This time of year in Ohio, it’s hard not to trip over a pumpkin. They march up people’s porch steps. They perch on hay bales in front of grocery stores, and they fill tables at roadside fruit stands. Some folks sell pumpkins as fundraisers. Heading to a farm to pick a pumpkin from a field is a favorite fall activity in this blocky sliver of the world.
When I saw Brian Brook’s photo of this pumpkin field, the eye-popping colors reminded me of two Saturdays ago when my son had an impulse to go bowling with pumpkins when we meandered through a similar field. I did stop him.
And there was the pumpkin patch last Saturday at Young’s Jersey Dairy near Yellow Springs, Ohio where we picked up our fifth pumpkin. We are not planning on getting a sixth. If we do, I know where to find one.
If you have any photos with eye-popping colors, send them our way at Gadling’s Flickr Photo Pool to be considered for the Photo of the Day.
There’s a saying in Virginia that goes “If God’s not a Hokie, then why are the leaves orange and maroon every football season?” Okay, okay, not all Virginians agree that Virginia Tech has the best football program in the land, but we are solidly united on the question of fall foliage. When the leaves start to turn, there’s no better place to see them than from a lookout point or a hiking trail in the Blue Ridge Mountains.
Come to Virginia when the weather turns cool, and (if you can find a vacant hotel room) you’ll find a statewide celebration of our fantastic fall. In the Shenandoah Valley, especially, you’ll find art shows, wine tastings, parades, and special guided hikes and bike rides throughout October. Just when peak tourism season is ending everywhere else, we get a real boom from all those savvy travelers who have been able to admit to themselves that Virginia really does have the best autumn around.
I can’t speak for the rest of the country, though, because like my fellow Virginians, I prefer to stay here in the fall. But I have heard plenty of arguments from others. My husband says nothing beats an Oregon October. New Englanders tend to argue that they’ve got the best autumn colors. I’m guessing that wherever it is you call home, you think the fall foliage there is unbeatable, too. Tell us about it, then! Comment and let Gadling and our readers know what’s so great about autumn where you live.
We’re definitely drawing to a close on the whole Fall colors thing. I posted a bit ago about several places to go around the country (and particularly the Northeast) where the colors tend to rage a bit more than other places, but I sure wish I’d seen this map before now. Put together by the folks at CNN, the interactive map lets you roll over months and see what stages the colors are at. Pretty cool. Pretty useful. But it’s getting late, so you better use it and plan your trip soon.
Well, it’s that time again when deciduous leaves around North America explode with color and hordes of shutterbugs jump in their cars and gawk from their cars as nature’s version of Laser Floyd slowly unfolds before them. Of course, those living in places like So. California are, once again, out of luck. Folks living in states without seasons do not get treated to the changing fall colors. You have wonderful weather all year round and having no fall colors is your punishment. So there. Whereas those of us who live in the Northeast are soon to battle with extreme cold and ice clogged streets and sick commuters spreading their death spores on crowded subways. For tolerating these things, Northeasterners are given a week or two during September and October to celebrate how creative mother nature can be with a palate of reds, yellows and oranges.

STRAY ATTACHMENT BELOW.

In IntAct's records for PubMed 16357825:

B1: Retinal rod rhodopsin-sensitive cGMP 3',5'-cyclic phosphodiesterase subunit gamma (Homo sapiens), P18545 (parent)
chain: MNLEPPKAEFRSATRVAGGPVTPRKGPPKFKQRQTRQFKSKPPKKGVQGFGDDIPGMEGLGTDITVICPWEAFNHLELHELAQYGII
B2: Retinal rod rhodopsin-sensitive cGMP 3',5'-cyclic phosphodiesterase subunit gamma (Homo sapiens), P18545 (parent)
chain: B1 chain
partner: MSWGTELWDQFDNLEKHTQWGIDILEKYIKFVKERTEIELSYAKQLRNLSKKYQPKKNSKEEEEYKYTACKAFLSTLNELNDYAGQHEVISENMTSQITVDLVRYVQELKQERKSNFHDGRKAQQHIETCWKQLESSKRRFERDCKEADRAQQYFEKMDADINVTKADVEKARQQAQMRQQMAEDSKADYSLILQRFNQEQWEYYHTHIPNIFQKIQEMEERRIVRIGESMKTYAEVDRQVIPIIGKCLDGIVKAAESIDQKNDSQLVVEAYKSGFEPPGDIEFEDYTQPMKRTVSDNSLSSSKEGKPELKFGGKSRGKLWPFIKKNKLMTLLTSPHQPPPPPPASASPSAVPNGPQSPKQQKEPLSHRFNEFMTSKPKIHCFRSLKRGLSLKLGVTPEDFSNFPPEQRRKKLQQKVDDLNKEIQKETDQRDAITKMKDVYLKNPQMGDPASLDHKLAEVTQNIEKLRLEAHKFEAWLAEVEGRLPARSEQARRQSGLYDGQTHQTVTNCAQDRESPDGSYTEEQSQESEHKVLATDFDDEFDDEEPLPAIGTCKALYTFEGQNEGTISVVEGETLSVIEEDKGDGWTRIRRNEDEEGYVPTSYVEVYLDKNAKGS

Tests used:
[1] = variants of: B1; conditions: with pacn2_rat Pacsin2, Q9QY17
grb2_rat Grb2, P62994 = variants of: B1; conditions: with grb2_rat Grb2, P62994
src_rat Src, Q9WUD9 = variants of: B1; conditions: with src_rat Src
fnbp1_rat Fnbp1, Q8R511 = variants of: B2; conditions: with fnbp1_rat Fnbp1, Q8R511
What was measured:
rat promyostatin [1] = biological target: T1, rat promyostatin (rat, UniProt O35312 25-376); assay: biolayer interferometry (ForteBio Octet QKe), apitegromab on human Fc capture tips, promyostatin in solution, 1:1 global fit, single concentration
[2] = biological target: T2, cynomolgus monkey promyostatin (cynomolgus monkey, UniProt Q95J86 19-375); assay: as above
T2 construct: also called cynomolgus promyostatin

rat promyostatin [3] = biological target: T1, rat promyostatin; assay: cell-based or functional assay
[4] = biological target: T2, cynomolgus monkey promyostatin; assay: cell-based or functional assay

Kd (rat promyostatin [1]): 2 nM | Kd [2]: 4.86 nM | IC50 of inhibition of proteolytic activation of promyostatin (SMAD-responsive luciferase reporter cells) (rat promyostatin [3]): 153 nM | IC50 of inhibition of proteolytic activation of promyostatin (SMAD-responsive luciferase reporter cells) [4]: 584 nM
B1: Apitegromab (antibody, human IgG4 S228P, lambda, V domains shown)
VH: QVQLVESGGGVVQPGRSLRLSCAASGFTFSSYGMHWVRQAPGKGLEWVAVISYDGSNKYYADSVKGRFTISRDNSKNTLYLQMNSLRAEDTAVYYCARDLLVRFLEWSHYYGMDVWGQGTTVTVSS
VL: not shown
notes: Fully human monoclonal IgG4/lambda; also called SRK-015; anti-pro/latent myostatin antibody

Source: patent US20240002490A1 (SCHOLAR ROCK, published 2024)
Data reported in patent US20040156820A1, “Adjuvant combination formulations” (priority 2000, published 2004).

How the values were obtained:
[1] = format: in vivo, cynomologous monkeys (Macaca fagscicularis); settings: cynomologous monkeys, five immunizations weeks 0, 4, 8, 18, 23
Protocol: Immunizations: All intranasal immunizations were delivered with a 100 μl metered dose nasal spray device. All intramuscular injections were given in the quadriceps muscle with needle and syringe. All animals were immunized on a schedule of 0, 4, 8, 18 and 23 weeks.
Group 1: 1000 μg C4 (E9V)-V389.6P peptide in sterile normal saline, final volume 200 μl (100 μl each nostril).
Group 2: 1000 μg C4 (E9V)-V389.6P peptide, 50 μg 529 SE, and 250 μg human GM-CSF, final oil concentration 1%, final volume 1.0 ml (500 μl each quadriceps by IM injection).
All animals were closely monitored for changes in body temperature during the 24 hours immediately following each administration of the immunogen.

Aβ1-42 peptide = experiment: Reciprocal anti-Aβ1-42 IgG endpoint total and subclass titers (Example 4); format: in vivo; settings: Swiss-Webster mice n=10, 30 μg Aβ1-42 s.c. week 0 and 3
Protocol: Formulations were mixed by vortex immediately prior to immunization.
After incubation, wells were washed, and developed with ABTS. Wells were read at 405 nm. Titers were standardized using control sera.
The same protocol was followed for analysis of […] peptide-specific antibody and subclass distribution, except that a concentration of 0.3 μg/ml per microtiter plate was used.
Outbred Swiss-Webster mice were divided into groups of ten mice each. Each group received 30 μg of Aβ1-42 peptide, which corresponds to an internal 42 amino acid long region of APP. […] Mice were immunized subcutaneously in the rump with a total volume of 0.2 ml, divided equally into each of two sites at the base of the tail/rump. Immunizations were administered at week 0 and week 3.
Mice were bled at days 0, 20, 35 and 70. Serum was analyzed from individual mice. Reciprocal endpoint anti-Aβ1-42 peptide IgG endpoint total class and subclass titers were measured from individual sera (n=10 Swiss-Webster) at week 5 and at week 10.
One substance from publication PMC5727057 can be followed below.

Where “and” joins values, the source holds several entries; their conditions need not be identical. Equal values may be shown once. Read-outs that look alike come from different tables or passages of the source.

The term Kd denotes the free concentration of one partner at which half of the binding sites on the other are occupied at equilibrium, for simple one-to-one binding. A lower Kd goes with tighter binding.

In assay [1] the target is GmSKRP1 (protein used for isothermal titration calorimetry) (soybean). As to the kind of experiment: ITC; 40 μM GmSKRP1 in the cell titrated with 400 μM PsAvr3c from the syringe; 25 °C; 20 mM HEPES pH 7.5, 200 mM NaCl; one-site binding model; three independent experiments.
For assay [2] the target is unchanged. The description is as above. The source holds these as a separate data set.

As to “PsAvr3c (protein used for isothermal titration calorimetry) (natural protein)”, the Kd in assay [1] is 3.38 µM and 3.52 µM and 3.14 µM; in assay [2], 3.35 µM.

And so, dutifully, as we do each year, we offer a few links to the best places to see fall colors in the hope that you will go out and see them, take a few photos and then submit them to our gadling Flickr site. For that, the best photos will be rewarded with a Photo of the Day award. Lucky you.
First, let us direct you to a list of the Top Ten places in the US provided to MSNBC by Shermans Travel. The list here actually covers the country, with Colorado making the list due to the changing aspen trees there. They also give a nod to The Catskills, the Columbia River Gorge,
and the Great Smoky Mountains, among others.
Next, take a look at this list over at Fodors, which provides not just the location of fall colors, but the best time to go. This list focuses on the northeast, including the states of Vermont, Maine, Connecticut, New Hampshire and so on. I actually prefer this last link because they are more helpful in getting you there and offering info on hotels and interpretation. Of course, the sad part is that I’m late in getting this post up, so in some places in the Northeast the colors may have already passed their peaks. But I do know that this coming weekend is supposed to be one of the best to get out, so consider adding a road trip to your weekend plans.